Stable Distributions
3. Other features
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3.1 Three special cases of stable laws, which have
closed form expressions for their probability densities are:
(a) Normal (i.e.
Gaussian). if has
density
(b) Cauchy. if has
density
(c) Levy. if has
density
3.2 Generic features of stable distributions noted
by Nolan
(2005) include:
(a) They are unimodal
(b) When is
small then the skewness parameter is significant, but when is
close to 2 then it matters less and less.
(c) When (i.e.
the Normal distribution), the distribution has ‘light’ tails and all moments
exist. In all other cases (i.e. ), stable distributions
have heavy tails and an asymptotic power law (i.e. Pareto) decay. The term stable
Paretian is thus used to distinguish the case
from the Normal case. A consequence of these heavy tails is that not all population
moments exist. If then the population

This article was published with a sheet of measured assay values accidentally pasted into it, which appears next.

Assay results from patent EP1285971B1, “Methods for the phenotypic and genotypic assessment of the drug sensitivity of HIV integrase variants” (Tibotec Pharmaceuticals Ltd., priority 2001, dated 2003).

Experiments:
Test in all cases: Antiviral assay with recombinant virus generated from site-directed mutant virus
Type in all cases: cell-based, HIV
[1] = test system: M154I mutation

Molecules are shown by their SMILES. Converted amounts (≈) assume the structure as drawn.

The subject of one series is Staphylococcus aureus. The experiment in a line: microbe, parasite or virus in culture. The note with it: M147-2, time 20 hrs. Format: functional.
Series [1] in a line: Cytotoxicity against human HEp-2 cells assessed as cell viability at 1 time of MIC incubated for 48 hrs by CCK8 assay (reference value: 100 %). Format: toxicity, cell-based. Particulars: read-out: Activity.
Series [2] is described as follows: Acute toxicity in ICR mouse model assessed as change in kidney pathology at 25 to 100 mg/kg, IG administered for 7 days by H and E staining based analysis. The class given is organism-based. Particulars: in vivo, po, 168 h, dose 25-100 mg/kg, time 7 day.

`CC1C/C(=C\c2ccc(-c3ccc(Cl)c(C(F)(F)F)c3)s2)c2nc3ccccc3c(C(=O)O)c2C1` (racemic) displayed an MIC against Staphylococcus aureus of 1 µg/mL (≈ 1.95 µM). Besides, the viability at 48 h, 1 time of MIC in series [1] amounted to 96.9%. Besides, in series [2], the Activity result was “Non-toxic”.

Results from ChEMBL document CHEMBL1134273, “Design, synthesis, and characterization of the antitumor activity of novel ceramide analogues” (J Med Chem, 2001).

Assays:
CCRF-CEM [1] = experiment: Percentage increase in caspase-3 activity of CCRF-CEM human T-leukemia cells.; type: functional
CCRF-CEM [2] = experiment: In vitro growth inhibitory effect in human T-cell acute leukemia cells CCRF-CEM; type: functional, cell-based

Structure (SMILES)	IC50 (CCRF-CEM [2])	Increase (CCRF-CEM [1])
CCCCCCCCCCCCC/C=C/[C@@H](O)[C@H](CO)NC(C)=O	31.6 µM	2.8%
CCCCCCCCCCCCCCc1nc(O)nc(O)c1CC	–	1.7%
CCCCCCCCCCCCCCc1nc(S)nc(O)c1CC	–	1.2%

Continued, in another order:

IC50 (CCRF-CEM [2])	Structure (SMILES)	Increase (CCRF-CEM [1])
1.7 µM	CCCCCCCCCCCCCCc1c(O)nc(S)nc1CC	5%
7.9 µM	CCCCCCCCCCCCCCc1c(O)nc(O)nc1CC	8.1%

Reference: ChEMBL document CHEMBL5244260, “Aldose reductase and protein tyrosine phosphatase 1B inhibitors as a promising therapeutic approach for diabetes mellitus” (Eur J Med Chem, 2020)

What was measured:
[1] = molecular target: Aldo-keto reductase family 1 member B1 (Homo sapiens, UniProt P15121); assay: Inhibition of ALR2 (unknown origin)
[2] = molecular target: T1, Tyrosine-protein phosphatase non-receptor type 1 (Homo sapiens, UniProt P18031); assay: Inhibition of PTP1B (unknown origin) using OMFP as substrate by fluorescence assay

variance does not exist, and if then the population mean
does not exist either. Fractional moments, e.g. the ’th
absolute moment, defined as ,
exist if and only if (if ). Of
course all sample moments exist, if there are sufficient observations in
the sample, but these may exhibit unstable behaviour as the sample size
increases if the corresponding population moment does not exist.
3.3 Linear combinations of independent stable
distributions with the same index, , are stable. If for then
where:
In this generalisation of the definition of stable
distributions given in Section 1.3 it is
essential for the ’s to be the same. Adding
stable random variables with different ’s
does not result in a stable law.
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